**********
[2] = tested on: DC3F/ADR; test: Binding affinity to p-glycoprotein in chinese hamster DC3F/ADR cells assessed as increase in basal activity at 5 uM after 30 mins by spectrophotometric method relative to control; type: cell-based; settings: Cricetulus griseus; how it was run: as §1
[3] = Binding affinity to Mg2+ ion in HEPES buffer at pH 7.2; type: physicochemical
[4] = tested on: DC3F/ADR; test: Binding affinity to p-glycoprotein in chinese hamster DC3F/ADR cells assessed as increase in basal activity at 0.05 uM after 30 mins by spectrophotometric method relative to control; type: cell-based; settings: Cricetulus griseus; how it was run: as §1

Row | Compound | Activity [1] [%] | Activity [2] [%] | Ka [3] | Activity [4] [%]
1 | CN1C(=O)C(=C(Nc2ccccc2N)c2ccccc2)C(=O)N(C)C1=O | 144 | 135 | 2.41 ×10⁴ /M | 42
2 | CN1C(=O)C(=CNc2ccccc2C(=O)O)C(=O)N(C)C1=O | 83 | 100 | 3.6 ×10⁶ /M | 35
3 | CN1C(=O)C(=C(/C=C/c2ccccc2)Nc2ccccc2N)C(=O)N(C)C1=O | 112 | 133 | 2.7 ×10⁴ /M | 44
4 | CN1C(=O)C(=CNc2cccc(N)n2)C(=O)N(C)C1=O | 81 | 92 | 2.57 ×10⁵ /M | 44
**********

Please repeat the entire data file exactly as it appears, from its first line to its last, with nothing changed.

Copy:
[2] = tested on: DC3F/ADR; test: Binding affinity to p-glycoprotein in chinese hamster DC3F/ADR cells assessed as increase in basal activity at 5 uM after 30 mins by spectrophotometric method relative to control; type: cell-based; settings: Cricetulus griseus; how it was run: as §1
[3] = Binding affinity to Mg2+ ion in HEPES buffer at pH 7.2; type: physicochemical
[4] = tested on: DC3F/ADR; test: Binding affinity to p-glycoprotein in chinese hamster DC3F/ADR cells assessed as increase in basal activity at 0.05 uM after 30 mins by spectrophotometric method relative to control; type: cell-based; settings: Cricetulus griseus; how it was run: as §1

Row | Compound | Activity [1] [%] | Activity [2] [%] | Ka [3] | Activity [4] [%]
1 | CN1C(=O)C(=C(Nc2ccccc2N)c2ccccc2)C(=O)N(C)C1=O | 144 | 135 | 2.41 ×10⁴ /M | 42
2 | CN1C(=O)C(=CNc2ccccc2C(=O)O)C(=O)N(C)C1=O | 83 | 100 | 3.6 ×10⁶ /M | 35
3 | CN1C(=O)C(=C(/C=C/c2ccccc2)Nc2ccccc2N)C(=O)N(C)C1=O | 112 | 133 | 2.7 ×10⁴ /M | 44
4 | CN1C(=O)C(=CNc2cccc(N)n2)C(=O)N(C)C1=O | 81 | 92 | 2.57 ×10⁵ /M | 44